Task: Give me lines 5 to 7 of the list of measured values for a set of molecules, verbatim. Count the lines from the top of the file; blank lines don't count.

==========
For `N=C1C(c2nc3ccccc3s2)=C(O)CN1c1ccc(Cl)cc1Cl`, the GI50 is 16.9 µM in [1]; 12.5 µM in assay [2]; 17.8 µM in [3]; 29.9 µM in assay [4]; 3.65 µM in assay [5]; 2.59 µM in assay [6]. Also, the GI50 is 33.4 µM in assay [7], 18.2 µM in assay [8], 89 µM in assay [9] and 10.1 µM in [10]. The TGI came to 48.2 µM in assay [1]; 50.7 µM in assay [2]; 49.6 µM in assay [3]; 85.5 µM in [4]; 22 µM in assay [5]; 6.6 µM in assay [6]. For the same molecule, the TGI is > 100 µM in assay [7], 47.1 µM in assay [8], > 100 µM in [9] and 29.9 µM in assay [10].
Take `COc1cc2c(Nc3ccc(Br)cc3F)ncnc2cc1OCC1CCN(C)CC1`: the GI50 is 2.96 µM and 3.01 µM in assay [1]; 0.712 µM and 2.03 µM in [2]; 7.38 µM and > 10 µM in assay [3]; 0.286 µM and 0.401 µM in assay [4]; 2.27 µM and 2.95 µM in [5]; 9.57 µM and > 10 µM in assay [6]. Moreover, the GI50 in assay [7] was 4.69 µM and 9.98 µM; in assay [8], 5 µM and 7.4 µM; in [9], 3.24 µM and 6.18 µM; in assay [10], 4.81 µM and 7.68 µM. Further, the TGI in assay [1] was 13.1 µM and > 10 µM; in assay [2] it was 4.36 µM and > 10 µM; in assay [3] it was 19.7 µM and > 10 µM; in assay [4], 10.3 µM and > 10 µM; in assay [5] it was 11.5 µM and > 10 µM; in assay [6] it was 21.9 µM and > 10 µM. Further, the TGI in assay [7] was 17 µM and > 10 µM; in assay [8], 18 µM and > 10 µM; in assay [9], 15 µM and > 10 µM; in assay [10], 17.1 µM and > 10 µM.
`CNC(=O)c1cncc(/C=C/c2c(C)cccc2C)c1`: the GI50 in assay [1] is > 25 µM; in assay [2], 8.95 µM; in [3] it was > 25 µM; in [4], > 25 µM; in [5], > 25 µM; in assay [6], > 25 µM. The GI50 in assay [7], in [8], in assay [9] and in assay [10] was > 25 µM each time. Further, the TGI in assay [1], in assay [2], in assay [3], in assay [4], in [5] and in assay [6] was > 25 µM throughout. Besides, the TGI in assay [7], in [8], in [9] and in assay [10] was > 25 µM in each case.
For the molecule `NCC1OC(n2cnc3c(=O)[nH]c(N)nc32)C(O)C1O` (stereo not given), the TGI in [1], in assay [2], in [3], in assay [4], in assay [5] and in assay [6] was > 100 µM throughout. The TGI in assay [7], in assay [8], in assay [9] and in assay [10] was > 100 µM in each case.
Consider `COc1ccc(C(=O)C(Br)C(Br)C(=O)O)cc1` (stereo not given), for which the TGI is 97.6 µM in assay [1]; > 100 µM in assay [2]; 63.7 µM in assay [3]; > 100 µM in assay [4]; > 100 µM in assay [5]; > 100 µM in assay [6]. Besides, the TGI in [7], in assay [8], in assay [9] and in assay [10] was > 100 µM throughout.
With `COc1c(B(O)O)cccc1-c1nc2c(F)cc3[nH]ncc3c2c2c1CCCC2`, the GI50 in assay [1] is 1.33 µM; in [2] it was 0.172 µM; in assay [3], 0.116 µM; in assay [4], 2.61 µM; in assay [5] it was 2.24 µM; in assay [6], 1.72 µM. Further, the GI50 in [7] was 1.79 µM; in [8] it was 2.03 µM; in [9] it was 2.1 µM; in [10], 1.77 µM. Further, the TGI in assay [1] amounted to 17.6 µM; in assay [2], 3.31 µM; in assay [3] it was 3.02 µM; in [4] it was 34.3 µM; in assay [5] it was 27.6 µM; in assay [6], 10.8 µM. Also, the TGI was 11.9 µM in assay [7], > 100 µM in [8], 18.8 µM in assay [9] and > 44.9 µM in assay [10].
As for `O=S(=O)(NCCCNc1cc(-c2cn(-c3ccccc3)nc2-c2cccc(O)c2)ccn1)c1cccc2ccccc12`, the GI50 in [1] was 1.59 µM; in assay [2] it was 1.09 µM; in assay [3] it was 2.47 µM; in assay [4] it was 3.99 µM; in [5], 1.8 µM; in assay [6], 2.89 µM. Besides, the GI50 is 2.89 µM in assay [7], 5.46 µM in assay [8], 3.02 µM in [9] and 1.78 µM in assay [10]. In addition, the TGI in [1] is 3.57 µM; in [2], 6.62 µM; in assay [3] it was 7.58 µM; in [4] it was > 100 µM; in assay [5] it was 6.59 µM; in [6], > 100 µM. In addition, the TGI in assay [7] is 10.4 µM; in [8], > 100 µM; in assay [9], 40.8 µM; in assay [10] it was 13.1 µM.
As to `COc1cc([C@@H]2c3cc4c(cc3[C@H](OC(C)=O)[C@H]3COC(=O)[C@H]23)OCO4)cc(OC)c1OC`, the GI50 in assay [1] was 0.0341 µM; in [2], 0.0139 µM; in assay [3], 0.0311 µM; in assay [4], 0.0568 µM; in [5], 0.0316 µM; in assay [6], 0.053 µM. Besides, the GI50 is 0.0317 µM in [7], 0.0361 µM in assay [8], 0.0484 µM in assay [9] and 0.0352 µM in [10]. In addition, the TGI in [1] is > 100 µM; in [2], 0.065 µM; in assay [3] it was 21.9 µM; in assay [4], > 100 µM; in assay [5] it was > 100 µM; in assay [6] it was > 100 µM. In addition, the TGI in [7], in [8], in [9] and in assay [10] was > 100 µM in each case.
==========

Consider `COc1ccc(C(=O)C(Br)C(Br)C(=O)O)cc1` (stereo not given), for which the TGI is 97.6 µM in assay [1]; > 100 µM in assay [2]; 63.7 µM in assay [3]; > 100 µM in assay [4]; > 100 µM in assay [5]; > 100 µM in assay [6]. Besides, the TGI in [7], in assay [8], in assay [9] and in assay [10] was > 100 µM throughout.
With `COc1c(B(O)O)cccc1-c1nc2c(F)cc3[nH]ncc3c2c2c1CCCC2`, the GI50 in assay [1] is 1.33 µM; in [2] it was 0.172 µM; in assay [3], 0.116 µM; in assay [4], 2.61 µM; in assay [5] it was 2.24 µM; in assay [6], 1.72 µM. Further, the GI50 in [7] was 1.79 µM; in [8] it was 2.03 µM; in [9] it was 2.1 µM; in [10], 1.77 µM. Further, the TGI in assay [1] amounted to 17.6 µM; in assay [2], 3.31 µM; in assay [3] it was 3.02 µM; in [4] it was 34.3 µM; in assay [5] it was 27.6 µM; in assay [6], 10.8 µM. Also, the TGI was 11.9 µM in assay [7], > 100 µM in [8], 18.8 µM in assay [9] and > 44.9 µM in assay [10].
As for `O=S(=O)(NCCCNc1cc(-c2cn(-c3ccccc3)nc2-c2cccc(O)c2)ccn1)c1cccc2ccccc12`, the GI50 in [1] was 1.59 µM; in assay [2] it was 1.09 µM; in assay [3] it was 2.47 µM; in assay [4] it was 3.99 µM; in [5], 1.8 µM; in assay [6], 2.89 µM. Besides, the GI50 is 2.89 µM in assay [7], 5.46 µM in assay [8], 3.02 µM in [9] and 1.78 µM in assay [10]. In addition, the TGI in [1] is 3.57 µM; in [2], 6.62 µM; in assay [3] it was 7.58 µM; in [4] it was > 100 µM; in assay [5] it was 6.59 µM; in [6], > 100 µM. In addition, the TGI in assay [7] is 10.4 µM; in [8], > 100 µM; in assay [9], 40.8 µM; in assay [10] it was 13.1 µM.